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Commissioner’s Corner: What’s My Job?

So you read my previous article and have made up your mind, you want to start a fantasy league and be a commissioner. Or, you have volunteered to take over for a commissioner that doesn’t want to do it anymore. Either way, you are stepping into the role and now need to figure out what exactly you have to do. What is your job as a fantasy commissioner?

As discussed in my “Should I Be A Fantasy Commissioner?” article, the commissioner is the most important member of the league. Without the commissioner, there is no league. Only one person can be like Thanos and “Snap” the league into non-existence, and that is the commissioner. But we don’t want that to happen. We want a successful, fun, long-term league. So how do we get there? Here are the four most vital jobs and responsibilities of a fantasy commissioner.

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4 Major Responsibilities of a Fantasy Sports Commissioner

#1: Organization

Without even the most basic organizational skills, a commissioner (and therefore the league) can fail. This is by far the most important job for fantasy commissioners. If the members of the league don’t know when the draft is being held, or aren’t aware of the league rules, everything can fall apart. The commissioner has to set dates, collect fees if applicable, communicate with the league, and overall just make sure everyone knows what they’re doing. This can feel like babysitting sometimes, or I believe the term I used before was “herding cats.”

#2: Engagement

I just said that organization is the most important job of a fantasy commissioner, but a very close second is engagement. We’ve all played in fantasy leagues that are boring. You draft your team, you set your lineup, you make your waiver claims, you win or lose, and then the season is over. There’s almost nothing in between. This can be pretty normal, or even expected in public leagues where no one knows each other. However, that is not the type of league we want to create and run with our friends, family, or close competitors.

We want to enjoy our fantasy leagues. We play them first and foremost for entertainment. So why play in a league where the extent of the interaction between league-mates is strictly an occasional post on the group message board? No one is eager to come back to a fantasy league each season that is boring. So make your league fun and engaging! There are many different, and even simple, ways to do this. We’ll go over some of those things in a future article in Commissioner’s Corner.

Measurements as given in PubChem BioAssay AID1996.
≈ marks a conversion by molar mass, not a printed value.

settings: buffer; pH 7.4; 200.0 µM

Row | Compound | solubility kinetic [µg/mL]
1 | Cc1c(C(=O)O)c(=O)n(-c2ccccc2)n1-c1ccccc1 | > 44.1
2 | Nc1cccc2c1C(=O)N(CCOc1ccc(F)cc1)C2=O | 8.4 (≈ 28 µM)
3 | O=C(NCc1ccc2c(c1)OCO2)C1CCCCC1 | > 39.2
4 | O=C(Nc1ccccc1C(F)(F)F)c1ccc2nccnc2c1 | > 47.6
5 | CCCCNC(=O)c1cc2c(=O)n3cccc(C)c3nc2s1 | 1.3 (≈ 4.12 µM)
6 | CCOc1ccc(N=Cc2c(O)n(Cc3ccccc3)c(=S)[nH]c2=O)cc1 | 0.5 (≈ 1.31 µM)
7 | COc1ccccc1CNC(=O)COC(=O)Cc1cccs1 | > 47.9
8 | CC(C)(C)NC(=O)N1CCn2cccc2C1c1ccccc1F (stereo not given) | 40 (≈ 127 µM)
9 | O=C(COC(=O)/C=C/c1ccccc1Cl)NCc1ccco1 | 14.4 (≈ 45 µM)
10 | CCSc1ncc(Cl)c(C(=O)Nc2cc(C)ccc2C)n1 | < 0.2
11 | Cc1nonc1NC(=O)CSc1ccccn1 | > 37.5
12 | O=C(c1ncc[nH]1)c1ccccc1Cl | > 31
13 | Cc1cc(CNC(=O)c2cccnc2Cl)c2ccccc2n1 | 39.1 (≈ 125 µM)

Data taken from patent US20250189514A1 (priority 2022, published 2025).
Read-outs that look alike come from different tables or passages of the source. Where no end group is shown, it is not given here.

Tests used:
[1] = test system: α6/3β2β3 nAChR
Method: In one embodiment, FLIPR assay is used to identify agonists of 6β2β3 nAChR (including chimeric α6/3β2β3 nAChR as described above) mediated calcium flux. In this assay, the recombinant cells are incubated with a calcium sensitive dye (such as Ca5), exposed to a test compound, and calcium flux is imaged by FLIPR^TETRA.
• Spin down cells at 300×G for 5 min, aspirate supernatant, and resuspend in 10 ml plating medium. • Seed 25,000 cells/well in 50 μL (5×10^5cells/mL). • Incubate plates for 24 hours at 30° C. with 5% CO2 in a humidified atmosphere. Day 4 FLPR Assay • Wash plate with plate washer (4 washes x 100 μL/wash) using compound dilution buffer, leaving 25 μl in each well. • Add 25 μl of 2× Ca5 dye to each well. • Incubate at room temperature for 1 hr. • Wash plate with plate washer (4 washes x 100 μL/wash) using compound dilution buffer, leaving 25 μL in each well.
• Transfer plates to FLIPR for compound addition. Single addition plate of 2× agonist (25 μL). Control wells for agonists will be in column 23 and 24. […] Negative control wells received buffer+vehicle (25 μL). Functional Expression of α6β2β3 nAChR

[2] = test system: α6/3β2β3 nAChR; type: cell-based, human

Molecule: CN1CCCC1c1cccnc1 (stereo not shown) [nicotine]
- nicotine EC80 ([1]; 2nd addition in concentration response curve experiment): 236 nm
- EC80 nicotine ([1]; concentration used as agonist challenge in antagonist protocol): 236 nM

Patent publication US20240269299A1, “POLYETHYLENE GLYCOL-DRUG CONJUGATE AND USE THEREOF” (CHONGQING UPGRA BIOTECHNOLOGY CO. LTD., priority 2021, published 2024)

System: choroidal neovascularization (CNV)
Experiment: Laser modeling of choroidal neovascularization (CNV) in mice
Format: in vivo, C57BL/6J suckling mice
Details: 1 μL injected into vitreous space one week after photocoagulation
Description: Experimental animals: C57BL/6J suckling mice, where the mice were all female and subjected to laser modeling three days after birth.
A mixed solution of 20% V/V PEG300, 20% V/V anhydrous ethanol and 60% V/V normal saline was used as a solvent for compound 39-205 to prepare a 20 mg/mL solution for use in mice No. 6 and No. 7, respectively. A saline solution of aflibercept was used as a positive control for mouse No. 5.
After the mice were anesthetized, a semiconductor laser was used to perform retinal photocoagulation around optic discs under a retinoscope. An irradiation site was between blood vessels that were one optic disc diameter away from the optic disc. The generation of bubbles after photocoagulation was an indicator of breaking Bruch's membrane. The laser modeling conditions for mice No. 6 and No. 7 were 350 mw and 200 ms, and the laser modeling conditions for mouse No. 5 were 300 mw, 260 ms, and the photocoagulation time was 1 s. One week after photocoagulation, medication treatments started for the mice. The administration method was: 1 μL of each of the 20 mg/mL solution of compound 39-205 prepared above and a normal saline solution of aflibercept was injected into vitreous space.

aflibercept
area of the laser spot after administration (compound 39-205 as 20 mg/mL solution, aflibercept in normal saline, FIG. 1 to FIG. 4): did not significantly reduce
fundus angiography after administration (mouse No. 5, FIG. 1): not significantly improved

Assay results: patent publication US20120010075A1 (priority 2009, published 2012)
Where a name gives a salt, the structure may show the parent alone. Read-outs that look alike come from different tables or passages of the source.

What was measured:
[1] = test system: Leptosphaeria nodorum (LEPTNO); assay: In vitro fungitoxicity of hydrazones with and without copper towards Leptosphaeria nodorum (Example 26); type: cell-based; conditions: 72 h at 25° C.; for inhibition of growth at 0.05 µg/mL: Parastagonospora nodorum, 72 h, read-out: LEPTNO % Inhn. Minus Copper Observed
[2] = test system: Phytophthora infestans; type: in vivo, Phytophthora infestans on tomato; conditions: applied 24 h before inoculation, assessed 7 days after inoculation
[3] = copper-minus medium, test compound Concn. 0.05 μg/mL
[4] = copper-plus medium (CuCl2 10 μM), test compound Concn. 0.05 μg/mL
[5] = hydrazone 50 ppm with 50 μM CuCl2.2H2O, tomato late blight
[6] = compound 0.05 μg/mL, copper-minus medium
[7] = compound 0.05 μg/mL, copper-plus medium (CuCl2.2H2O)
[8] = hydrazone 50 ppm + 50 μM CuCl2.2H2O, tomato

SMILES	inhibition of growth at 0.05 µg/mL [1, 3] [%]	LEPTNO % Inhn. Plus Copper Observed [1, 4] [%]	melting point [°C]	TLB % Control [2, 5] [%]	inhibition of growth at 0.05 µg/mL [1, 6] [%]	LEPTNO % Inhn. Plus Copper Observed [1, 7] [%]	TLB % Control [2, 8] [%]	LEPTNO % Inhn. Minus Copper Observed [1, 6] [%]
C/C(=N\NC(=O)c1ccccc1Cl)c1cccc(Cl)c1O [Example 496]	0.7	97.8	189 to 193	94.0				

#3: Competition

Piggybacking off the necessity of creating and fostering engagement, competition is also essential to the success of every fantasy league. Nothing kills the excitement and engagement of a league like a third (or more) of the teams giving up and not setting their lineups halfway through the season. This happens all the time, especially in redraft leagues. If a team has suffered major injuries, or just flat out isn’t good, the losses will pile up. Unless that manager has some incentive to keep playing, they will abandon the team in many cases. This can create major issues for the league. Whoever is playing against that team in a given week will get a free win. Big playoff and league-winning implications can be affected by simply one manager giving up and not setting a lineup.

To avoid this, part of our job as a commissioner is to create reasons for teams to not give up, and to set their lineups all the way through the season. Come up with a punishment for the team that finishes in last place, or maybe a consolation tournament for the non-playoff teams with a prize of some sort. There are a lot of ways for a commissioner to increase competition, and the league will only be better for it.

#4: Harmony

The last essential duty in the fantasy commissioner job description is a delicate one. We want engagement and communication in our leagues, we want trash talk and multiple opinions. With that, comes the high likelihood of conflict and disagreements. Not everyone is going to be best friends, and the entire league is not going to like every single member, and that’s okay. League engagement can thrive with conflict and differences of opinion. However, if that conflict crosses a line or is constantly happening on a daily basis, it can begin to negatively affect the rest of the league.

We can’t have everyone acting like a bunch of beasts and demolishing everything we’ve built. Remember what I said before about babysitting? Sometimes we need to act as a mediator of sorts and squash a beef before it gets to a point of no return. A fantasy league will not be harmonious for its entire existence. We’re competing against others for prizes, pride, and bragging rights. There’s going to be conflict. But, it’s up to the commissioner to do our best to make the league a place that everyone can enjoy, and hopefully get along for the most part. At a minimum, league-mates should be civil with each other. And as I’ve ended the previous three job duties of a fantasy commissioner, it is our responsibility to promote league harmony as much as possible.

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